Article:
CFalls girls

Columbia Falls won the Class A state title in 2017 and had earned six consecutive top-three finishes until missing The Big Dance entirely last year. This year, the unbeaten Wildkats have a chip on their shoulder.

COLUMBIA FALLS — The Columbia Falls girls basketball team entered three days of conference matchups as heavy favorites against each opponent.

In succession, Wildkats dispatched Polson (60-11), Whitefish (54-34) and Libby (61-11), outscoring their competition 175-56.

The Wildkats (12-0, 7-0 Northwest A) are undefeated in both conference and overall play this season and are playing with a chip on their shoulder.

“After last year especially, we want to go back to state because it was terrible,” junior guard Maddie Robison said before the Feb. 4 game against Polson.

During the 2019-2020 season, Columbia Falls had a strong season despite fielding a young roster with only three seniors. The Wildkats’ 16-2 regular season record was only marred by two losses to Browning, setting the team up to be right in the mix at the Class A state tournament.

At the divisional tournament, however, the Wildkats had a hiccup.

“We just put together our two worst games of the year at the worst time,” 10th-year head coach Cary Finberg said. “Upsets happen at tournaments. Fortunately for us, it hasn’t happened a lot over the past 20 years. But it’s just a reminder that if you do not play well come tournament time, you’re going to get beat, and that’s what happened to us.”

All dynasties can have a hitch in their stride, and for the Wildkats that was last year. After seven straight appearances at the state tournament — the last six of which resulted in the girls hoisting a state trophy for a top-three finish — Columbia Falls missed out on the Big Dance.

Finberg has spent a quarter of a century cementing Columbia Falls as one of the preeminent basketball programs in Class A.

As a locally raised member of a basketball-crazed family, Finberg returned to his hometown in 1996 after a career playing at the University of Montana Western to take over coaching duties for the Wildcats boys team.

By 2011, the Wildcats had collected four state titles and Finberg, never one to back down from a challenge, started pulling double duty as the newly appointed coach of the girls program. His success with the boys immediately translated over to the girls, and the Wildkats joined the upper echelon of Class A powerhouses.

Since the start of the 2013-2014 season, the Wildkats are 164-19 (an .896 winning percentage) and notched six straight top three finishes at the state tournament, including a state title in 2017.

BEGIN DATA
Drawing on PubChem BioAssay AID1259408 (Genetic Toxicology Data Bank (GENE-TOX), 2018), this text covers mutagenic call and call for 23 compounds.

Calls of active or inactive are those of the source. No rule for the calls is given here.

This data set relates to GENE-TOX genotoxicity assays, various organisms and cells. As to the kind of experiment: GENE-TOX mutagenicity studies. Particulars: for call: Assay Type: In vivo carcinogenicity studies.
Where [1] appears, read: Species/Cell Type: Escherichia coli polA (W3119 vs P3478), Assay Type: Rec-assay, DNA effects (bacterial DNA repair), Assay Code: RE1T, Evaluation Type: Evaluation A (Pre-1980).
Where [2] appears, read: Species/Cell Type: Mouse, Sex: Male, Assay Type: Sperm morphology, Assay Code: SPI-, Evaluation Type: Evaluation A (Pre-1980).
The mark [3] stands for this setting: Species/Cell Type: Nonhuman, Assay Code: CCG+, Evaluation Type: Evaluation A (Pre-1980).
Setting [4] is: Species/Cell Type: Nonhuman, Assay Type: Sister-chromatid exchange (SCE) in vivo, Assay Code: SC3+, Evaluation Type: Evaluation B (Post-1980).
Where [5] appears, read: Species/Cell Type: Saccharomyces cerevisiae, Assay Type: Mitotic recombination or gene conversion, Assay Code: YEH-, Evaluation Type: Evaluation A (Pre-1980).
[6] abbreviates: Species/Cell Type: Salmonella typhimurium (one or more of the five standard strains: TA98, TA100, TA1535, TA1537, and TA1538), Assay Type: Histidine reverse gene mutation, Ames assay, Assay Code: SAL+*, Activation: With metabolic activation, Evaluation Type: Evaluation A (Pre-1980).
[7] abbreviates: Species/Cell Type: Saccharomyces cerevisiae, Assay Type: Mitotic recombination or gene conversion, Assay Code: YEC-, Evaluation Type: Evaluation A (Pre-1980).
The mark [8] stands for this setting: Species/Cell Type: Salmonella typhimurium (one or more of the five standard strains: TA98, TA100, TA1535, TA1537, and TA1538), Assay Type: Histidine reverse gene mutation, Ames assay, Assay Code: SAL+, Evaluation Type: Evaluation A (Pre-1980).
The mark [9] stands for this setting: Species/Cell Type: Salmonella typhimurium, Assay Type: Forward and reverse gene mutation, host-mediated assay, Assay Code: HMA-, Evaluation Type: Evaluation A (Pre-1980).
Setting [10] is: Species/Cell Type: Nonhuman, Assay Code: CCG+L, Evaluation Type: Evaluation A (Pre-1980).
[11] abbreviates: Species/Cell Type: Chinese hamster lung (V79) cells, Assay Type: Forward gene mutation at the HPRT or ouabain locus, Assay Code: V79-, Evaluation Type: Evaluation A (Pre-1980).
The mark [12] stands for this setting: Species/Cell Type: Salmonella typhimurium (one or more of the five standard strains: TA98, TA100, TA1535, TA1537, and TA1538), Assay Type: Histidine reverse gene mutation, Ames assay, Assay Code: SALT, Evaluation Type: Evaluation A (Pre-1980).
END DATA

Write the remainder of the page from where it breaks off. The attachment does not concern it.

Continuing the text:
Members of the incoming freshman class who joined the team in the spotlight following that state title included now-seniors Madysen Hoerner, Peyton Rhodes, Hannah Schweikert, Lauren Falkner and LaKia Hill.

“Now being seniors and leaders, it’s the best feeling in the world, but also the hardest, because I know my team depends on me every game,” LaKia Hill said. “Our leadership with the seniors this year is better than it’s been in the last four years, and I think that’s the reason we’re playing so well this year.”

The Wildkats lost just one starter from last year’s lineup, second-team all-conference player Josie Windauer, and is composed of a strong cohort of upperclassmen who have spent years together on the hardwood, absorbing as much of Finberg’s wisdom and competitive acumen as possible.

“Last year we had hiccups because our defensive intensity wasn’t there,” Hill said. “Mentally, we all told ourselves that if we’re going turn it around this year, it has to start on the defensive side of the court and Finny’s really nailed that into our heads. Our defense is just together this year and it’s made the biggest difference.”

In 12 games so far this season, the Wildkats have held their opponents to just 32 points on average. Three times, including twice last weekend, the Wildkats kept that number under 20.

“Defensively, we’re playing pretty consistently right now,” Finberg said. “It’s just a matter of cleaning up and improving the solid, consistent parts of our game. We’ve got a month.”

“We always say this is the year,” Robison said. “But this is the year I’ve felt it the most. This is the best chemistry our team has ever had and on the court everything just feels natural.”

The Wildkats can’t turn all their attention to the state tournament just yet — they have four games left in the regular season and the divisional tournament to play.

“Before we can worry about the other teams in the state, we have to worry about the teams in the western divisional.” Finberg said. “Our conference, I think, is better overall than it’s been in the last two years, and we have to make sure we play our best basketball this year at the right time.”

Like all of Finberg’s ideals, this one has been fully embraced by his athletes.

“Everyone knows their role this year, everyone’s taken the extra step to make sure we get there,” Hill said. “Our focus is getting to divisionals, winning our first game, getting to that championship and taking home the divisional title.”

After last year left a “crappy taste in our mouth,” according to Hill, the Wildkats are ready to return to the biggest stage and prove last year was a mere snag in their dynasty.

“It’s in the back of all our minds and we think about it every day,” Robison said. “It’s always about coming back from last year and just being the best we can be.”

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